This move was confirmed through an internal document issued by Niger's defence chief, and a reliable security source within the country also verified the authenticity of the document. The order for maximum alert aims to ensure that the armed forces are prepared to respond effectively in case of any attack and to prevent any unforeseen incidents.
The Voice of America reported that the junta's decision was based on an internal communication from its defence chief, dated Friday, August 25. According to Reuters, the document emphasized that being on maximum alert would enable the armed forces to adequately counter any potential attack and prevent any unexpected developments that could catch them off guard.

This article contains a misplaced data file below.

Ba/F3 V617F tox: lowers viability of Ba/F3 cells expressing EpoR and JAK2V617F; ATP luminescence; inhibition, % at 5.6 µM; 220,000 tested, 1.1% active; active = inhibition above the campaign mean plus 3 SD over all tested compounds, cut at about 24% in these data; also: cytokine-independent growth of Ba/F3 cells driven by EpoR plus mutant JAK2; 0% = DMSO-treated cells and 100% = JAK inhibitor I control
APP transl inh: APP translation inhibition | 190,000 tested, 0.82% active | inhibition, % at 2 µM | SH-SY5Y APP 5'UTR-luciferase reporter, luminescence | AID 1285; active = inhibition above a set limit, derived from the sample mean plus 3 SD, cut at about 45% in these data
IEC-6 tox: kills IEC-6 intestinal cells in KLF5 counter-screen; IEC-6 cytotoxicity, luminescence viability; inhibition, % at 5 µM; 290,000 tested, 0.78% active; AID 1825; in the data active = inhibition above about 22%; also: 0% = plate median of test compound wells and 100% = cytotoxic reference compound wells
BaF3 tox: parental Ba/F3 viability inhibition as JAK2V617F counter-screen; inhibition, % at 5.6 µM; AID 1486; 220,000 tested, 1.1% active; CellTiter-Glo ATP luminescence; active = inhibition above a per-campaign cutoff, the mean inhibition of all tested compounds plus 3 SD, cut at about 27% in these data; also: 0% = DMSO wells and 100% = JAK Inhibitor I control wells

Part of the document's contents states: “Threats of aggression to the national territory are increasingly being felt." This step taken by the Niger junta aligns with ongoing discussions regarding the potential use of force by the Economic Community of West African States (ECOWAS).
In a related development, the Niger coup leaders have also addressed reports suggesting that they had expelled German, United States (US), and Nigerian ambassadors from the country. The leaders of the military government clarified that only the French ambassador, Sylvain Itte, was directed to leave the country. They strongly refuted the circulated reports as false and clarified the accurate details of the situation.